The US Air Force says it needs 41 new helicopters to help guard and escort nuclear-tipped intercontinental ballistic missiles, more than 400 of which are on alert at three air force bases in America’s far north.

The service currently fields 25 UH-1N Hueys in that role, and the service has disclosed for the first time that it plans to bump that number up to 41 helicopters.

Testifying before Congress on 16 March, USAF military deputy for acquisition Lt Gen Arnold Bunch confirmed that number, which might be sole-sourced to Sikorsky for the UH-60M Black Hawk at a cost of $1.4 billion in 2015 dollars, or $34 million each.

Bunch confirmed that the air force is weighing how desperately those Huey replacements are needed, because any sole-source deal could meet resistance from the “five potential industry sources” that are examining that requirement or from lawmakers in states whether those alternative aircraft are built.

One congresswoman warned at the hearing on army and air force rotorcraft modernisation efforts that the air force would need to make a strong argument for skipping a competition – at the expense of potential sources like Bell Helicopter, Finmeccanica and Airbus Helicopters.

According to budget documents, the service has a requirement for 72 aircraft in total to replace its 62 outdated UH-1Ns that entered service 43 years ago. The second requirement would be for a more general-purpose rotorcraft to ferry US government officials around Washington DC as well as support base transport, helicopter training and weapons development and testing.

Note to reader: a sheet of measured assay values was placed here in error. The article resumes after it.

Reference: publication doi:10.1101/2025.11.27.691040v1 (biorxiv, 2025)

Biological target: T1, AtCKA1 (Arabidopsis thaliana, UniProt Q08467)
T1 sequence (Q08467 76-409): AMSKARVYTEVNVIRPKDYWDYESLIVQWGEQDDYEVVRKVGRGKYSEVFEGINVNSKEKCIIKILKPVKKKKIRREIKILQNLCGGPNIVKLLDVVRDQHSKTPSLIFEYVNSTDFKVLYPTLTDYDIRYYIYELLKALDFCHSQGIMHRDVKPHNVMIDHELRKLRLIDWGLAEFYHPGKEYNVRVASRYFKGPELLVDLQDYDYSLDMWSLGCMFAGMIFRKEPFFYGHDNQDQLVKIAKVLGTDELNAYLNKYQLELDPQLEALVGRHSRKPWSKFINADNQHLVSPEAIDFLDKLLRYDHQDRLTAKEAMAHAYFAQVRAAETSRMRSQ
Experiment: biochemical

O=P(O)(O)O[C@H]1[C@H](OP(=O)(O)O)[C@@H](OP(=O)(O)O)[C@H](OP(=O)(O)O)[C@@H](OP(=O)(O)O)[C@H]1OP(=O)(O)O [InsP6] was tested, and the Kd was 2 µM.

Sikorsky UH-60M Black Hawk. USAF

Sikorsky UH-60M Black Hawks


Speaking at a Lockheed Martin function this week, Sikorsky vice-president of commercial systems and services Dana Fiatarone said buying UH-60Ms is the quickest and most cost-effective way of procuring all 72 required helicopters, particularly those needed for Minuteman III ballistic missile security operations.

“They’ll be able to leverage the army’s buying power by buying off that multiyear [contract],” he says. “That’s a very significant advantage from a cost and schedule standpoint.”

The air force will decide within weeks on whether to break up that 72-rotorcraft requirement, acknowledging that the nuclear mission is the greater need and will take priority. A competition is likely for the remaining 31 or more aircraft at a later date.

UPDATE: This story previously noted that the air force’s cost estimate for 41 Black Hawks is $800-900 million, as stated at the hearing, but a service spokeswoman says the general misspoke and the true cost is $1.4 billion.